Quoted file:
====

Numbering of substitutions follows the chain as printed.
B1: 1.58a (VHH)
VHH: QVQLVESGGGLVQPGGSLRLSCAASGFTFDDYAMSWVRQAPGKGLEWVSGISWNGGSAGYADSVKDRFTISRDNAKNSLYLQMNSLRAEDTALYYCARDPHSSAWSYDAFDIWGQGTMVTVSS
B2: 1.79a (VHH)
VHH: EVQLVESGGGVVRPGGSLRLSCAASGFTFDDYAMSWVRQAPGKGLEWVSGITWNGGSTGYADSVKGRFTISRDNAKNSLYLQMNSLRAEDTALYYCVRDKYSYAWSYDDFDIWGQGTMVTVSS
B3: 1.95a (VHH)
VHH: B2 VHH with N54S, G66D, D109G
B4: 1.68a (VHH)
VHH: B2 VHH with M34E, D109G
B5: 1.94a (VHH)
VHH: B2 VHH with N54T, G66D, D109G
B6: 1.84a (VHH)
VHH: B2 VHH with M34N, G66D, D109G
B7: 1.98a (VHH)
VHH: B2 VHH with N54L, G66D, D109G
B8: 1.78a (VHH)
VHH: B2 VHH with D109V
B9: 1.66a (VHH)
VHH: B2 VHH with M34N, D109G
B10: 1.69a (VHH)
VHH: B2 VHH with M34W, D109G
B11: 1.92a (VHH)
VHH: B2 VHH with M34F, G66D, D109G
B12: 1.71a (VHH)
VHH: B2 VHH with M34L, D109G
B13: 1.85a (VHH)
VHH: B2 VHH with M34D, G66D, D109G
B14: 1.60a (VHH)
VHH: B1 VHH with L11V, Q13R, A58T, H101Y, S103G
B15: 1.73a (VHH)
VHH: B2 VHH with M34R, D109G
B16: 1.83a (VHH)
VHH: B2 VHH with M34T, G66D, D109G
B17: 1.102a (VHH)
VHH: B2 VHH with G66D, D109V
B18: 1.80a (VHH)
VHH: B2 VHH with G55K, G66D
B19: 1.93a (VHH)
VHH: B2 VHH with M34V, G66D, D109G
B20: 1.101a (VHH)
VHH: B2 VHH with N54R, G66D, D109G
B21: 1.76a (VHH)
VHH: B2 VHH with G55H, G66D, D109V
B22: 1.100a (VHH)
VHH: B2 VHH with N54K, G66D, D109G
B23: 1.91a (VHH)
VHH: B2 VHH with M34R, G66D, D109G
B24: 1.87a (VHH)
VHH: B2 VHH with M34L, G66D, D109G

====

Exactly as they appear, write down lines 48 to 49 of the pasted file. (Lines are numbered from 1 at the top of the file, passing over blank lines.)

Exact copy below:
B24: 1.87a (VHH)
VHH: B2 VHH with M34L, G66D, D109G